109

110
* **CO60** The community operates based on consensus of its members (see CS10) who have decision power. Dictators, benevolent or not, are not welcome in Apache projects.
111

112
* **CO70** The project strives to answer user questions in a timely manner.
113

114
* **CO80** The project has an active and diverse set of contributing members representing various constituencies.
115

116
Consensus Building
117
==================
118

119
* **CS10** The project maintains a public list of its contributors who have decision power and some sort of documented governance process.
120

121
* **CS20** Decisions are made by consensus among PMC members [9]_ and are documented on the project's main communications channel. Community opinions are taken into account but the PMC has the final word if needed.
122

123
* **CS30** Documented voting rules are used to build consensus when discussion is not sufficient. [10]_
124

125
* **CS40** In Apache projects, vetoes are only valid for code commits and are justified by a technical explanation, as per the Apache voting rules defined in CS30.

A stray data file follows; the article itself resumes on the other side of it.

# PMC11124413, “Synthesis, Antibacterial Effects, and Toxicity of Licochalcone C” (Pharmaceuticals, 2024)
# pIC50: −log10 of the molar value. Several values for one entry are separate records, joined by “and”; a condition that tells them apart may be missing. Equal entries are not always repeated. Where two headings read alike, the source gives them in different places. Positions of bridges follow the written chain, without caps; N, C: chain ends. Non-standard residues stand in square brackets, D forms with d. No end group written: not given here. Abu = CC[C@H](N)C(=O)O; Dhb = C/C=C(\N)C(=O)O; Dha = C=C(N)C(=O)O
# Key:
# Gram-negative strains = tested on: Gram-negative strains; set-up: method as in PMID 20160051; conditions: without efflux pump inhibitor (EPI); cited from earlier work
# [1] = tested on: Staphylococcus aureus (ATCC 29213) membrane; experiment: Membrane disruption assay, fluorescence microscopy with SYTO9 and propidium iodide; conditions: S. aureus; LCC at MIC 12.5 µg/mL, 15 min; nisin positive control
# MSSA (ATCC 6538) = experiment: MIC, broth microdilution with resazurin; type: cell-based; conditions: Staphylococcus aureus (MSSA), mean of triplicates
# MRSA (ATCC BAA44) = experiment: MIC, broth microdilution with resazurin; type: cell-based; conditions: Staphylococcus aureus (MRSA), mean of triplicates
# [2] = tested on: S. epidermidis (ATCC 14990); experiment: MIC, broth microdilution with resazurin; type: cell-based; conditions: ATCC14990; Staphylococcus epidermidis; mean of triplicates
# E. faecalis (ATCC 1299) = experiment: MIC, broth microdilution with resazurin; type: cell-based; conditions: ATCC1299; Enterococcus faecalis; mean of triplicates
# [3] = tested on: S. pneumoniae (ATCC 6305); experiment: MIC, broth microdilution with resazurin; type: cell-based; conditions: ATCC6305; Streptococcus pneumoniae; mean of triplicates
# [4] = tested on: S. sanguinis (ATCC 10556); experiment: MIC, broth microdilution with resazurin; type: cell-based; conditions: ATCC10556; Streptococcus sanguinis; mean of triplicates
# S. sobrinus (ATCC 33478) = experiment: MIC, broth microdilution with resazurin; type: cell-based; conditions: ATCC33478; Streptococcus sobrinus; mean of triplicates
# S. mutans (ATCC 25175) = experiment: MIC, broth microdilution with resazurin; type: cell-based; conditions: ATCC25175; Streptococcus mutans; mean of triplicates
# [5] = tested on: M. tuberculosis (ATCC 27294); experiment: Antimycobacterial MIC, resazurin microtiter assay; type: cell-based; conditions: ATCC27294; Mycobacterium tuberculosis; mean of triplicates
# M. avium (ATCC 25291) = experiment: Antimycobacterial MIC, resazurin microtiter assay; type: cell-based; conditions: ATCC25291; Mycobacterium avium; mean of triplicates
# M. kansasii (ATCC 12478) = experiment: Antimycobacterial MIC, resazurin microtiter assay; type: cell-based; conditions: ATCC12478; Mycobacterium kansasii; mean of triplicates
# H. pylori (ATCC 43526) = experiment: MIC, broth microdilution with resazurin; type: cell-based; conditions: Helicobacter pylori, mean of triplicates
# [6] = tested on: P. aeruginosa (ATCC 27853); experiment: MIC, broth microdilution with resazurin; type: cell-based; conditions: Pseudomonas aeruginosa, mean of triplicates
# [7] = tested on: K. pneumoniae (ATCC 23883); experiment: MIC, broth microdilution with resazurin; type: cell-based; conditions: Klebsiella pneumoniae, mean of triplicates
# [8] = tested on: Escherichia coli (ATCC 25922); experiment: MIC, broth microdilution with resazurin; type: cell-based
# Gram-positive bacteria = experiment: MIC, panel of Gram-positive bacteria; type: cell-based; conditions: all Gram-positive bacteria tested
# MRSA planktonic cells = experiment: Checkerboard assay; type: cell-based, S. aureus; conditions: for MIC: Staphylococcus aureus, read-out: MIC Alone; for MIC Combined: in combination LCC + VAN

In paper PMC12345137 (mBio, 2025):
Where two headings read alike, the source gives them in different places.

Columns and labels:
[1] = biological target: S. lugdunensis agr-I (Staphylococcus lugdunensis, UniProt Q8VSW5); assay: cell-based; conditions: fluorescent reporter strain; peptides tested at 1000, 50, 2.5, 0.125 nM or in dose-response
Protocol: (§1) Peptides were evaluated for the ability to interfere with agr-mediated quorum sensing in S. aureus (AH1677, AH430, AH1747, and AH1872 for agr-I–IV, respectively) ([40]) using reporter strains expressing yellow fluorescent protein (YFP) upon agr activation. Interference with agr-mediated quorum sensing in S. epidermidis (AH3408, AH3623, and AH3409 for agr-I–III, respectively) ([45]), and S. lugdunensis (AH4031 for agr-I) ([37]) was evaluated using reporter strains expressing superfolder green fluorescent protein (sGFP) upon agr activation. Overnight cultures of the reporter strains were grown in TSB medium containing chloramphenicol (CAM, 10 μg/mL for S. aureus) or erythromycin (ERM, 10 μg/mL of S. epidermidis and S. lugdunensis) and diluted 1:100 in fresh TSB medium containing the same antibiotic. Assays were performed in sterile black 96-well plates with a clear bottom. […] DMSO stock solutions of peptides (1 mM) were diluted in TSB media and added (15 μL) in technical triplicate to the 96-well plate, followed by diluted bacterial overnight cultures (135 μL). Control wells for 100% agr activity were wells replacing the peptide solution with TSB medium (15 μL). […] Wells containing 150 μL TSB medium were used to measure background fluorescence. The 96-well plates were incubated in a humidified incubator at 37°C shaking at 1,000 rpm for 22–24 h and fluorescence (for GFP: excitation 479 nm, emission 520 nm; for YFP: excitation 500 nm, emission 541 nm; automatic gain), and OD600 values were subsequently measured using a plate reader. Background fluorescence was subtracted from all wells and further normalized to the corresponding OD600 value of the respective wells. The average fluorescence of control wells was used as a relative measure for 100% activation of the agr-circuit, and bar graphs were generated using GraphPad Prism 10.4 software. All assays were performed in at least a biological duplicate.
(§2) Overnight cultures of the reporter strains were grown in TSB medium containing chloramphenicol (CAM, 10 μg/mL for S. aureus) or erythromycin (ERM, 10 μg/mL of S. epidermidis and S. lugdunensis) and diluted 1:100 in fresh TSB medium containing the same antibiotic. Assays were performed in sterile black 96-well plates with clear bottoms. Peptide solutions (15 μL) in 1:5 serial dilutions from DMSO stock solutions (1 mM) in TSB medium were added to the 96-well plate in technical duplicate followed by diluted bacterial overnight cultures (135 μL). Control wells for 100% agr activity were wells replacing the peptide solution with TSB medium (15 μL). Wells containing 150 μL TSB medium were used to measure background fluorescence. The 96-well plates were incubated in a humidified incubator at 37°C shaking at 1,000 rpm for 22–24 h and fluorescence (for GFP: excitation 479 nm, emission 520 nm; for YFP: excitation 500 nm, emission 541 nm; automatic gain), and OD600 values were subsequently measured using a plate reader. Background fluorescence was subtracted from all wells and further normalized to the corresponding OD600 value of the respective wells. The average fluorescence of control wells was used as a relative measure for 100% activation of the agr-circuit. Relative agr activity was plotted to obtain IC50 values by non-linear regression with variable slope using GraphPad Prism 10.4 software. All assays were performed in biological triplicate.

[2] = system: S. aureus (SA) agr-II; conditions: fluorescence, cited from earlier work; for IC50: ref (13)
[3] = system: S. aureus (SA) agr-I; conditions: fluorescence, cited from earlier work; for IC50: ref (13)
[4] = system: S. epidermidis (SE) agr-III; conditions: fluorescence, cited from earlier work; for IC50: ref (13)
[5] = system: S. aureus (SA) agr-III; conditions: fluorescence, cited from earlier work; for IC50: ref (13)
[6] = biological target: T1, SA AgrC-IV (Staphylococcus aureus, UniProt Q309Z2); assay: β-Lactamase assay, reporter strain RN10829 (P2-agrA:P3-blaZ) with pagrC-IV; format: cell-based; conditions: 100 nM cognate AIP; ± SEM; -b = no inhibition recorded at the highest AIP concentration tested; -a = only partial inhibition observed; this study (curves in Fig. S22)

126

127
* **CS50** All "important" discussions happen asynchronously in written form on the project's main communications channel. Offline, face-to-face or private discussions [11]_ that affect the project are also documented on that channel.
128 129

Independence
130
============
131

132
* **IN10** The project is independent from any corporate or organizational influence. [12]_
133

134
* **IN20** Contributors act as themselves as opposed to representatives of a corporation or organization.
135

136
* **IN30** The project is not highly dependent on any single contributor. There are at least 3 legally independent contributors (e.g., code committers), and there is no single organization that is vital to the success of the project.